Signs of the Times


– There is still a real magic in the action and reaction of minds on one another.  [Thomas Carlyle] 


In 1829, a young man from Scotland published an essay entitled Signs of the Times.  Carlyle was unknown, and seemingly ill-equipped for consequence or celebrity.  Yet the essay seemed to all who read it utterly original, acutely prescient, and powerfully persuasive, and it launched a career in authorship of the utmost significance.  Carlyle went on to write numerous essays, biographies, and volumes that strikingly analyzed and influentially criticized the culture and society in which he lived.

1829 was an important year in England and Europe.  A lengthy era of rural, agronomic civilization was changing precipitously.  Opinions and beliefs that had seemed fixed certainties and were almost universally shared became broadly challenged.  Profound changes in science and technology fostered and fueled stunningly swift changes in the ways in which multitudes of people gained their living, organized their lives, and conducted their experience.  The basis of human existence began to shift from farming in village, estate, and family constructs to working for hire in impersonal, often inhumane factories and cities.  Stratification and conflict replaced previously prevailing systems of seemingly synergistic cooperation.

The preeminent constant in human life was becoming change itself.  The preeminent value was becoming personal gain, measured principally in cash money.  Previous ideas and imaginations about coherence, community, and holism were fracturing.  Beliefs about and communions with God were becoming far more questioned than most individuals could comprehend or readily countenance.  Philosophies about and comfort with society and government were becoming rooted in angry or aggrieved consciousness of economic class, rather than a common awareness of pleased citizenship.  On every front, ideas and ideals seemed under siege, altering, vanishing.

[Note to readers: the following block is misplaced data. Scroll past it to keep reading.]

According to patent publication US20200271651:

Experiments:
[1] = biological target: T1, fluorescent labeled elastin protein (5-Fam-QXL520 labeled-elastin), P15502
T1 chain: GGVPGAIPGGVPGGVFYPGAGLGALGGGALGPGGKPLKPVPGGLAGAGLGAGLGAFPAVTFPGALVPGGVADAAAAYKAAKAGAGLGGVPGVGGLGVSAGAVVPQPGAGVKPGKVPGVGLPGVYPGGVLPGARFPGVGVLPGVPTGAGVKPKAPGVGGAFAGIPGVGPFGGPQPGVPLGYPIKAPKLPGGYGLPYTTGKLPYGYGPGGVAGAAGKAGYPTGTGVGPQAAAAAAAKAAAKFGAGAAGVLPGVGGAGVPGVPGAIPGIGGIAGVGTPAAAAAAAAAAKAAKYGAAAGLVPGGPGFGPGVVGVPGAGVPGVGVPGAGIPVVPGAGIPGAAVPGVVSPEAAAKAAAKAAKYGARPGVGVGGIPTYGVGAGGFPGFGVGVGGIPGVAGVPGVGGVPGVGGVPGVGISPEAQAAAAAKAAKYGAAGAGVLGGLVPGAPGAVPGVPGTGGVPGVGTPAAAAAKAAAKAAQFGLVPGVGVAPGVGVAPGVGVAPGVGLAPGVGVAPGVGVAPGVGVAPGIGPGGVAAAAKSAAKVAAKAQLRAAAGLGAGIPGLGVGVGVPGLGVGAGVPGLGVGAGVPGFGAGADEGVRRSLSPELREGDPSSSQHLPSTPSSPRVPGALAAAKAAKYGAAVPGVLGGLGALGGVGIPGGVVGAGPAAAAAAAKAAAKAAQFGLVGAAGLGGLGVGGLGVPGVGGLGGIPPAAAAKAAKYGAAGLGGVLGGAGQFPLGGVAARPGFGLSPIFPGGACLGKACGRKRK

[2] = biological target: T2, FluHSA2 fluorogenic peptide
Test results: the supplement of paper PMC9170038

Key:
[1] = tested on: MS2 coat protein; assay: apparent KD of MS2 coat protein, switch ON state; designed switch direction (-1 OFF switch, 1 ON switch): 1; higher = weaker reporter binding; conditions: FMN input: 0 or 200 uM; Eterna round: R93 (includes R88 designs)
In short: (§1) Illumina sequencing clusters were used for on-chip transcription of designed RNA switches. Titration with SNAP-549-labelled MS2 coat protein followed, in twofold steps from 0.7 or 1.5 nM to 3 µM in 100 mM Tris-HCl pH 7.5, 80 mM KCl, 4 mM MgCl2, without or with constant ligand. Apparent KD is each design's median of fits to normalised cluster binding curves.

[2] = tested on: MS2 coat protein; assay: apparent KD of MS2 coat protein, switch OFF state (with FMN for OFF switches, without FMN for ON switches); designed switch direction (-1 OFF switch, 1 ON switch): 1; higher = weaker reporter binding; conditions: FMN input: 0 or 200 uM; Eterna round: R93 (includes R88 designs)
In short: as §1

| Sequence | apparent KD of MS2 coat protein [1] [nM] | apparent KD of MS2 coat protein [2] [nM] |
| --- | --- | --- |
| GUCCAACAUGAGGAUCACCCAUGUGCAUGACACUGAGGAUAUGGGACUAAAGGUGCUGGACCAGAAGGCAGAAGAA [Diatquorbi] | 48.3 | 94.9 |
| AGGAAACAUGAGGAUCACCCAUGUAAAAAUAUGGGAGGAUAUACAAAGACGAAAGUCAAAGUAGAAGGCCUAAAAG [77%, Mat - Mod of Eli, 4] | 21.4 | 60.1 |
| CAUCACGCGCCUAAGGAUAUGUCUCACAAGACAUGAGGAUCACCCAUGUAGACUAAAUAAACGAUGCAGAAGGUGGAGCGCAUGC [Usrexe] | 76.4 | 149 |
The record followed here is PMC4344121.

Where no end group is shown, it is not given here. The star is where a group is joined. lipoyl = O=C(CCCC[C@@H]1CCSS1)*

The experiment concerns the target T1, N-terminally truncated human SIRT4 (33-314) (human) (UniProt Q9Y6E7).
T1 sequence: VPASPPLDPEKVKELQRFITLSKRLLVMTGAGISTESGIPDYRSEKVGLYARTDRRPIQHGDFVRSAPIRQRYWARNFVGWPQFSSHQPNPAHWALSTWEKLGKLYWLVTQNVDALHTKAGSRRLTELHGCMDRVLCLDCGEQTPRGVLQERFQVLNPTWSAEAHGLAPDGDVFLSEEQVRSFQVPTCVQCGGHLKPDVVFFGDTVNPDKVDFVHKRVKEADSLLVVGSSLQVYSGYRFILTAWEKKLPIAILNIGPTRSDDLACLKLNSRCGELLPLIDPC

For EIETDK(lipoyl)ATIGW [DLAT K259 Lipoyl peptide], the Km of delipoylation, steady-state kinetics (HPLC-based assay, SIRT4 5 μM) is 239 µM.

For some, this made a condition for excitement, hope, and confidence.  Perhaps, the optimists believed, human beings now had it in their power radically to improve their existence.  For others, the evolution into the industrial age produced suffering, woe, hopelessness.

Carlyle was one of the first thinkers to recognize and react to the phenomena of change that were transfiguring the polities and psyches of his age.  His generation of contemporaries passionately respected his brilliant analyses of and fervent replies to the transformational changes in human experience and sensibility that characterized his times.